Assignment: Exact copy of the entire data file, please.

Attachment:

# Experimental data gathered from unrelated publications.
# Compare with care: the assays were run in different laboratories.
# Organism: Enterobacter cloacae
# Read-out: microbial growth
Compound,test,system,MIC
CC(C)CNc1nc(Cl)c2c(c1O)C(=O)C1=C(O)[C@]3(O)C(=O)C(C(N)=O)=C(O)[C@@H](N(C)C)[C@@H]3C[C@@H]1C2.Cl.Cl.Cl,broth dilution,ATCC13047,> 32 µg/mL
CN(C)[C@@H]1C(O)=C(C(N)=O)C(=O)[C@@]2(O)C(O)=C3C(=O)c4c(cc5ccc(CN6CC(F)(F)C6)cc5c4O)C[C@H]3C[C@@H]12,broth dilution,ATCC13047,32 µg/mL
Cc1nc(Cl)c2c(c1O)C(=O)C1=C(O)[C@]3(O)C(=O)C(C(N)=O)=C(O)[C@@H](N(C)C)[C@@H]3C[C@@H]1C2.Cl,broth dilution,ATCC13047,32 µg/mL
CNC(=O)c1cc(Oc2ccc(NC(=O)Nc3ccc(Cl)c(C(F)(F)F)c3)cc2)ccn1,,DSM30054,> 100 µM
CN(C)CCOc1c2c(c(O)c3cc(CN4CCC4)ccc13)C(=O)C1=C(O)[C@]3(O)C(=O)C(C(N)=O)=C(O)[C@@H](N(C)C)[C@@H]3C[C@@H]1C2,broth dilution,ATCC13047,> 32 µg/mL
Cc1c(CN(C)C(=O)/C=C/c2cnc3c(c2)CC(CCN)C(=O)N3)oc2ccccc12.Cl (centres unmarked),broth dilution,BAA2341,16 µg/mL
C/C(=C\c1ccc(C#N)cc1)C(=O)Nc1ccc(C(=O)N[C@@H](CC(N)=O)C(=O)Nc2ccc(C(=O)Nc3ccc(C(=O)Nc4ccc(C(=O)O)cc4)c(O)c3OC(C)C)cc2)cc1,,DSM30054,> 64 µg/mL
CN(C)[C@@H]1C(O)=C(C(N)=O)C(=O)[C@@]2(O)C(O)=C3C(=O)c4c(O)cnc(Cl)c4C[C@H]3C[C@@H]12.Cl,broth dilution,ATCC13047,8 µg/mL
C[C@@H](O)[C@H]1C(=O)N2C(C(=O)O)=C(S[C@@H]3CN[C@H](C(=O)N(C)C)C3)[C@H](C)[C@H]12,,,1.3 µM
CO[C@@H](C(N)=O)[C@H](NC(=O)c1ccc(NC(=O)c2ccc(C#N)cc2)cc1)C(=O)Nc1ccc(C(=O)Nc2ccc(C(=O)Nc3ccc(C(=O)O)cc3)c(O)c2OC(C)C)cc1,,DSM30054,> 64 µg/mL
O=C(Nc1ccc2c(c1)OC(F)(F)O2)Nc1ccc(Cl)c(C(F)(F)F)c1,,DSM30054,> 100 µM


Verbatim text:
# Experimental data gathered from unrelated publications.
# Compare with care: the assays were run in different laboratories.
# Organism: Enterobacter cloacae
# Read-out: microbial growth
Compound,test,system,MIC
CC(C)CNc1nc(Cl)c2c(c1O)C(=O)C1=C(O)[C@]3(O)C(=O)C(C(N)=O)=C(O)[C@@H](N(C)C)[C@@H]3C[C@@H]1C2.Cl.Cl.Cl,broth dilution,ATCC13047,> 32 µg/mL
CN(C)[C@@H]1C(O)=C(C(N)=O)C(=O)[C@@]2(O)C(O)=C3C(=O)c4c(cc5ccc(CN6CC(F)(F)C6)cc5c4O)C[C@H]3C[C@@H]12,broth dilution,ATCC13047,32 µg/mL
Cc1nc(Cl)c2c(c1O)C(=O)C1=C(O)[C@]3(O)C(=O)C(C(N)=O)=C(O)[C@@H](N(C)C)[C@@H]3C[C@@H]1C2.Cl,broth dilution,ATCC13047,32 µg/mL
CNC(=O)c1cc(Oc2ccc(NC(=O)Nc3ccc(Cl)c(C(F)(F)F)c3)cc2)ccn1,,DSM30054,> 100 µM
CN(C)CCOc1c2c(c(O)c3cc(CN4CCC4)ccc13)C(=O)C1=C(O)[C@]3(O)C(=O)C(C(N)=O)=C(O)[C@@H](N(C)C)[C@@H]3C[C@@H]1C2,broth dilution,ATCC13047,> 32 µg/mL
Cc1c(CN(C)C(=O)/C=C/c2cnc3c(c2)CC(CCN)C(=O)N3)oc2ccccc12.Cl (centres unmarked),broth dilution,BAA2341,16 µg/mL
C/C(=C\c1ccc(C#N)cc1)C(=O)Nc1ccc(C(=O)N[C@@H](CC(N)=O)C(=O)Nc2ccc(C(=O)Nc3ccc(C(=O)Nc4ccc(C(=O)O)cc4)c(O)c3OC(C)C)cc2)cc1,,DSM30054,> 64 µg/mL
CN(C)[C@@H]1C(O)=C(C(N)=O)C(=O)[C@@]2(O)C(O)=C3C(=O)c4c(O)cnc(Cl)c4C[C@H]3C[C@@H]12.Cl,broth dilution,ATCC13047,8 µg/mL
C[C@@H](O)[C@H]1C(=O)N2C(C(=O)O)=C(S[C@@H]3CN[C@H](C(=O)N(C)C)C3)[C@H](C)[C@H]12,,,1.3 µM
CO[C@@H](C(N)=O)[C@H](NC(=O)c1ccc(NC(=O)c2ccc(C#N)cc2)cc1)C(=O)Nc1ccc(C(=O)Nc2ccc(C(=O)Nc3ccc(C(=O)O)cc3)c(O)c2OC(C)C)cc1,,DSM30054,> 64 µg/mL
O=C(Nc1ccc2c(c1)OC(F)(F)O2)Nc1ccc(Cl)c(C(F)(F)F)c1,,DSM30054,> 100 µM